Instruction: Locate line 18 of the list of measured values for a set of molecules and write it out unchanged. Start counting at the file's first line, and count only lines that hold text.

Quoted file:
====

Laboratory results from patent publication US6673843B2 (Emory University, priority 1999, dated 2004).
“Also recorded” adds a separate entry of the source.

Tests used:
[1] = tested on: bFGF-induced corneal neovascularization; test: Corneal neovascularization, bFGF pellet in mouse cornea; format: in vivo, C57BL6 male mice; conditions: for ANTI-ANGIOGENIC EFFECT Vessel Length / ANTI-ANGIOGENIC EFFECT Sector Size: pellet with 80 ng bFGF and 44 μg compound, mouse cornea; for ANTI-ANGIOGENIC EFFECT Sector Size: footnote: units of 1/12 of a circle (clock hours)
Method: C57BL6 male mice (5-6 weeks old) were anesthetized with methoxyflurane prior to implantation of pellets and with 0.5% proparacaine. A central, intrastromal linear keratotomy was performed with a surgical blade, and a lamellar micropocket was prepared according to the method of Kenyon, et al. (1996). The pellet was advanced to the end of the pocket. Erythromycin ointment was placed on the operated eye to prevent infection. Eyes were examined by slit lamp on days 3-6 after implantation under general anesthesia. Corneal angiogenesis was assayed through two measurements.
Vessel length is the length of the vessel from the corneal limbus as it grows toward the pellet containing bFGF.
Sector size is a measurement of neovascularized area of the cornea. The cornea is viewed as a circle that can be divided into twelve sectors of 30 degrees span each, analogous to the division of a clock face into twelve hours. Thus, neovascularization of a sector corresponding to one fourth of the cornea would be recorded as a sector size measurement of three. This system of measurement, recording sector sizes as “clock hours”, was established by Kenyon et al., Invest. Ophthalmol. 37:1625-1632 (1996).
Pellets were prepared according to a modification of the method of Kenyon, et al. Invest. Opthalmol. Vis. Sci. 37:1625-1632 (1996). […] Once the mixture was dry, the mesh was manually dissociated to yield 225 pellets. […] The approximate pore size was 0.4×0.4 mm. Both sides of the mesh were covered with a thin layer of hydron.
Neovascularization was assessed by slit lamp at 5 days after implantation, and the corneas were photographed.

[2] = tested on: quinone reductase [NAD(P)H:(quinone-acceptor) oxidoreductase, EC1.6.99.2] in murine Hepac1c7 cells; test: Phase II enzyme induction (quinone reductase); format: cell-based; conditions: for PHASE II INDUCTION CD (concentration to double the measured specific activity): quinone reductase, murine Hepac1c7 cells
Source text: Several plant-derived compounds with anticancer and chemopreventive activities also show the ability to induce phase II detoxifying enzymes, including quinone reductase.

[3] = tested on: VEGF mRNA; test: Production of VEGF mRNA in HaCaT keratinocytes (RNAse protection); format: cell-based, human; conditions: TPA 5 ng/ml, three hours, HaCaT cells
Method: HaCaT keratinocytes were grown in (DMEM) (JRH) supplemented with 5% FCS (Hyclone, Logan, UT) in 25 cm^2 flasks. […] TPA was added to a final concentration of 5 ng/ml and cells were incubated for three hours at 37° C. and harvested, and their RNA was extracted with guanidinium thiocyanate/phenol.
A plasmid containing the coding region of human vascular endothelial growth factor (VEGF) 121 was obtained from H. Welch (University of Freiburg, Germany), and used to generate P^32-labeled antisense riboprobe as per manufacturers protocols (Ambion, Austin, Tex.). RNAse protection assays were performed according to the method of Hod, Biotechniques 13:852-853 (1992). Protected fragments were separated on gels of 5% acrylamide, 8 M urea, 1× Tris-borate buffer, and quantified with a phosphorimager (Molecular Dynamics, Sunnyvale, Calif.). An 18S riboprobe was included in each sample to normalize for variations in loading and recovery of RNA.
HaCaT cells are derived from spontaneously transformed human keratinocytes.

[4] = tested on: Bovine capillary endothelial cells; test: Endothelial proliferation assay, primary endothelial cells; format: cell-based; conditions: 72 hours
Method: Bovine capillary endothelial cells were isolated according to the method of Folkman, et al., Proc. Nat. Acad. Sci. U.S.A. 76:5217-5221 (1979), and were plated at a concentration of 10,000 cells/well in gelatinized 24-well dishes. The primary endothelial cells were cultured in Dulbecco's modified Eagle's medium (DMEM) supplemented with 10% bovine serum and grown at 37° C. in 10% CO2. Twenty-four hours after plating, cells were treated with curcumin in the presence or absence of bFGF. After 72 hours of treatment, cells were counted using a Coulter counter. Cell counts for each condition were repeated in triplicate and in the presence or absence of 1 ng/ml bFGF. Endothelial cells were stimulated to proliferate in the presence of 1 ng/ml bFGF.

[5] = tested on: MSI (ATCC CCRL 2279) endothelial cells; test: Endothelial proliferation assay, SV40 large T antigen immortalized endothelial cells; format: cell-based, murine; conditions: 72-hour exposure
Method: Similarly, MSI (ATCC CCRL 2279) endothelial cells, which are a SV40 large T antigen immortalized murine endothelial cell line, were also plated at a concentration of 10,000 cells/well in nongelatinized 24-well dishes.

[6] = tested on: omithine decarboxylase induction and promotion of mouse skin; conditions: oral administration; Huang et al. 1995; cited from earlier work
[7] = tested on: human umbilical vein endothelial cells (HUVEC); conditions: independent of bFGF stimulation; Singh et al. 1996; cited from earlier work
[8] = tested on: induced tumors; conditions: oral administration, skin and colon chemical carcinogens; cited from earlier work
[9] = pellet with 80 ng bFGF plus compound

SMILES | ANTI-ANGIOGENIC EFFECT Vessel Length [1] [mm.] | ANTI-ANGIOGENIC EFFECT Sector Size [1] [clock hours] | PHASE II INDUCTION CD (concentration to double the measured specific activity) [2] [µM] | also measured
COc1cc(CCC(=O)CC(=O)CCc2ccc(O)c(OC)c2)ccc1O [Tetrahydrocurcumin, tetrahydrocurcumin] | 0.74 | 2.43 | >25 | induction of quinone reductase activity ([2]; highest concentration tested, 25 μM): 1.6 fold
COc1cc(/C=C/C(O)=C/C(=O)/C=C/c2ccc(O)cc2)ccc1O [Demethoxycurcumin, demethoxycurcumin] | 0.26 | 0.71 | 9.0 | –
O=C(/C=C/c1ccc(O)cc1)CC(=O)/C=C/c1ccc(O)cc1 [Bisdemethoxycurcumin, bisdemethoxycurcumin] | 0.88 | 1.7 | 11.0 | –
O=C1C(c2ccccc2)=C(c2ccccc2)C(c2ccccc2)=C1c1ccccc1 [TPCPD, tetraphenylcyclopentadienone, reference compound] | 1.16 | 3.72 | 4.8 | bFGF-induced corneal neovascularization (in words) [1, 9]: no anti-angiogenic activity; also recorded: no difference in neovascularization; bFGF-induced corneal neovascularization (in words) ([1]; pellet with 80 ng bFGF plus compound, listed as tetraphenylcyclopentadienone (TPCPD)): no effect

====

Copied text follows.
[5] = tested on: MSI (ATCC CCRL 2279) endothelial cells; test: Endothelial proliferation assay, SV40 large T antigen immortalized endothelial cells; format: cell-based, murine; conditions: 72-hour exposure